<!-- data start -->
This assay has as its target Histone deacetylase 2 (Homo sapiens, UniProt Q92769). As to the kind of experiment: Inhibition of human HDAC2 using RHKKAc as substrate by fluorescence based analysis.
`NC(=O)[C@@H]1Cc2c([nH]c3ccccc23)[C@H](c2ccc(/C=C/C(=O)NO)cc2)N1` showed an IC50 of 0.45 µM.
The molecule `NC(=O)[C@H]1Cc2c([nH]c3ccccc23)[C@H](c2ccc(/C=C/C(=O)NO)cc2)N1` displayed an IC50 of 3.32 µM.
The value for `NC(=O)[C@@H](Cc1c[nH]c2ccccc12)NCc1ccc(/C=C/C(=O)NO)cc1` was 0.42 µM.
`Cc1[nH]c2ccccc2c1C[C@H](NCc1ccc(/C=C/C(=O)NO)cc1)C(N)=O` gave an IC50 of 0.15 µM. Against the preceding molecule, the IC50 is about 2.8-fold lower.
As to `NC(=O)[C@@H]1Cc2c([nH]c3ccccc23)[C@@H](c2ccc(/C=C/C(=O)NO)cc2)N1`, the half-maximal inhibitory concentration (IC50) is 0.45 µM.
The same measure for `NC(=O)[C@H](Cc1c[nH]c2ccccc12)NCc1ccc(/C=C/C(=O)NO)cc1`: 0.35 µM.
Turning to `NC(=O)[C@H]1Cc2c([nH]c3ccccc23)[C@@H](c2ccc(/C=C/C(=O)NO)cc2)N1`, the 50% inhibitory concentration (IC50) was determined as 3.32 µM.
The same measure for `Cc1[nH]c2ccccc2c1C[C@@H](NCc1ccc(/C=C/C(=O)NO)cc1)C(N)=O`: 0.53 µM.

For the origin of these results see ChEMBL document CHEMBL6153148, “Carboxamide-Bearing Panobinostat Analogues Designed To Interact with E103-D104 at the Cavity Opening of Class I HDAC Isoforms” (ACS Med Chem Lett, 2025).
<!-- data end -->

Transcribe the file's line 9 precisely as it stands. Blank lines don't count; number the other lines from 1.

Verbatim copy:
The same measure for `Cc1[nH]c2ccccc2c1C[C@@H](NCc1ccc(/C=C/C(=O)NO)cc1)C(N)=O`: 0.53 µM.